I recently reached out to Mandy’s mom again, and received another update:

It’s been three years and a very challenging time for Mandy, Victor and me. Her situation, for now, is stable.

Her condition has stayed the same for the past year. She can walk very slowly for short distances with a cane. She has no use of her right arm and very little of her right leg. She needs assistance everyday with bathing, dressing, cleaning and meal preparation.

She cannot form words except for no, hi, okay and a few other words. She can’t read and doesn’t understand things she should.

People she should know, she doesn’t unless I show her a picture of them. She doesn’t understand instructions. I gave her a brush to use in the shower and she didn’t know what it was or what to do with it. Even after I showed her how to use it, she just stared at it confused.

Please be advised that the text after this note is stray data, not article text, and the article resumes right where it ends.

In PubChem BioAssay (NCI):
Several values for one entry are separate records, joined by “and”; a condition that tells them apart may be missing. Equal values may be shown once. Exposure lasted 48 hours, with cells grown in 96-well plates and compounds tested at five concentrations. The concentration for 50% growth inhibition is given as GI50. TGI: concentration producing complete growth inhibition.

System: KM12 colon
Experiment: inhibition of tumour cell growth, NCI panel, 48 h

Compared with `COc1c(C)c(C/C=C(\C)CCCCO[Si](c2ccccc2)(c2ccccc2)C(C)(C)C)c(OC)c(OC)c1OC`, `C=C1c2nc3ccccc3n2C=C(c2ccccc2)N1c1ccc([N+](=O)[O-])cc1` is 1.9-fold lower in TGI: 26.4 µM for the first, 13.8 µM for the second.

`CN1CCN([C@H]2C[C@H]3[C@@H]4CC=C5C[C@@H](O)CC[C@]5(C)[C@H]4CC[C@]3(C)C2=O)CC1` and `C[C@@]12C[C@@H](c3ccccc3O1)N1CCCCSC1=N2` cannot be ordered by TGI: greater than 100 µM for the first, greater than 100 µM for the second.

So, this is where we are. It is a sad situation but she is comfortable and hopefully content. It’s not a very good life, but it is life.

My message back to Mandy’s Mom:

Thank you for the update. I guess things could be worse, as least she’s stable. If she remembers me or is able to remember something about the website, please send her our love.


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… prayers to her, her mother & family… never give up hope!

It is not often that I shed tears these days, especially for those that I have never met, but today reading this post I feel no shame in my tears.

It is so sad to see such a dynamic, intelligent, and vibrant person struck down when they have not even reached the pinnacle of what they could achieve is a cause for sadness.